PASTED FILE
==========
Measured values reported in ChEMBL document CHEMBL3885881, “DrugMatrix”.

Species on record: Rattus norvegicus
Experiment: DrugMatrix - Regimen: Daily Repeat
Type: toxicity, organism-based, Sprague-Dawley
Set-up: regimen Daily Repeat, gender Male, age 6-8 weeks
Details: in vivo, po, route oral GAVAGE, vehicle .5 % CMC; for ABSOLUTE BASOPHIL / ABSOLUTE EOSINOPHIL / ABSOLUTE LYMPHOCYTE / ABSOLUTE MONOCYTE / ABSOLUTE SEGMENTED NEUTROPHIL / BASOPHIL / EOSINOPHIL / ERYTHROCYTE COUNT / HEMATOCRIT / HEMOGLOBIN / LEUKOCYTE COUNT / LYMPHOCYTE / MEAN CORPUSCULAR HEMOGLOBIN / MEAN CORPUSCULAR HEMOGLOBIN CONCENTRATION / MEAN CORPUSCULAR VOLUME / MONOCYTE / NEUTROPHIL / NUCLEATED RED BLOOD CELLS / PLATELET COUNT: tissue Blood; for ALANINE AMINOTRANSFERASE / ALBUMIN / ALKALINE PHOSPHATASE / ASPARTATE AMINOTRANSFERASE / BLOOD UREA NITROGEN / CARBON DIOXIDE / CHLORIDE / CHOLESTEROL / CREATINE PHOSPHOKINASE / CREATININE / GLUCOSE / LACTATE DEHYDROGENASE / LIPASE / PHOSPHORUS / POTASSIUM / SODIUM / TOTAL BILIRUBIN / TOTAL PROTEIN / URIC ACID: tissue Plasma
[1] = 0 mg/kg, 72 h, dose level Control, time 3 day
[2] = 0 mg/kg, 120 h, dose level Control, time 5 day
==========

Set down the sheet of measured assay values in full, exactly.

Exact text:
Measured values reported in ChEMBL document CHEMBL3885881, “DrugMatrix”.

Species on record: Rattus norvegicus
Experiment: DrugMatrix - Regimen: Daily Repeat
Type: toxicity, organism-based, Sprague-Dawley
Set-up: regimen Daily Repeat, gender Male, age 6-8 weeks
Details: in vivo, po, route oral GAVAGE, vehicle .5 % CMC; for ABSOLUTE BASOPHIL / ABSOLUTE EOSINOPHIL / ABSOLUTE LYMPHOCYTE / ABSOLUTE MONOCYTE / ABSOLUTE SEGMENTED NEUTROPHIL / BASOPHIL / EOSINOPHIL / ERYTHROCYTE COUNT / HEMATOCRIT / HEMOGLOBIN / LEUKOCYTE COUNT / LYMPHOCYTE / MEAN CORPUSCULAR HEMOGLOBIN / MEAN CORPUSCULAR HEMOGLOBIN CONCENTRATION / MEAN CORPUSCULAR VOLUME / MONOCYTE / NEUTROPHIL / NUCLEATED RED BLOOD CELLS / PLATELET COUNT: tissue Blood; for ALANINE AMINOTRANSFERASE / ALBUMIN / ALKALINE PHOSPHATASE / ASPARTATE AMINOTRANSFERASE / BLOOD UREA NITROGEN / CARBON DIOXIDE / CHLORIDE / CHOLESTEROL / CREATINE PHOSPHOKINASE / CREATININE / GLUCOSE / LACTATE DEHYDROGENASE / LIPASE / PHOSPHORUS / POTASSIUM / SODIUM / TOTAL BILIRUBIN / TOTAL PROTEIN / URIC ACID: tissue Plasma
[1] = 0 mg/kg, 72 h, dose level Control, time 3 day
[2] = 0 mg/kg, 120 h, dose level Control, time 5 day